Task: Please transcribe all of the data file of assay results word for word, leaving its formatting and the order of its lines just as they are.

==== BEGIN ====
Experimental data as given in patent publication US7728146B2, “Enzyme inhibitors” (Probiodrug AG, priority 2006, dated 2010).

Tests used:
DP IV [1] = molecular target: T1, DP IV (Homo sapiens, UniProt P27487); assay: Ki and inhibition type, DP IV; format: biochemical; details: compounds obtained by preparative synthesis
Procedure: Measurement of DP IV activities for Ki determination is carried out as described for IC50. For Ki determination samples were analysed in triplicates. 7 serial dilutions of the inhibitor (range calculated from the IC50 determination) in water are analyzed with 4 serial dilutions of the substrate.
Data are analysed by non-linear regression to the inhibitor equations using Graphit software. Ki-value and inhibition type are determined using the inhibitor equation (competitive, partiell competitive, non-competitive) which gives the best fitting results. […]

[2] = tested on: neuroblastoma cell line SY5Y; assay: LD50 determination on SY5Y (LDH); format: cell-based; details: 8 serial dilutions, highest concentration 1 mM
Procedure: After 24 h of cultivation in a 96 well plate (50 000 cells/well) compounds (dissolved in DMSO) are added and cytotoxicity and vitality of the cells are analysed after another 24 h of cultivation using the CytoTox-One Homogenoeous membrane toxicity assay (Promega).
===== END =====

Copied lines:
Experimental data as given in patent publication US7728146B2, “Enzyme inhibitors” (Probiodrug AG, priority 2006, dated 2010).

Tests used:
DP IV [1] = molecular target: T1, DP IV (Homo sapiens, UniProt P27487); assay: Ki and inhibition type, DP IV; format: biochemical; details: compounds obtained by preparative synthesis
Procedure: Measurement of DP IV activities for Ki determination is carried out as described for IC50. For Ki determination samples were analysed in triplicates. 7 serial dilutions of the inhibitor (range calculated from the IC50 determination) in water are analyzed with 4 serial dilutions of the substrate.
Data are analysed by non-linear regression to the inhibitor equations using Graphit software. Ki-value and inhibition type are determined using the inhibitor equation (competitive, partiell competitive, non-competitive) which gives the best fitting results. […]

[2] = tested on: neuroblastoma cell line SY5Y; assay: LD50 determination on SY5Y (LDH); format: cell-based; details: 8 serial dilutions, highest concentration 1 mM
Procedure: After 24 h of cultivation in a 96 well plate (50 000 cells/well) compounds (dissolved in DMSO) are added and cytotoxicity and vitality of the cells are analysed after another 24 h of cultivation using the CytoTox-One Homogenoeous membrane toxicity assay (Promega).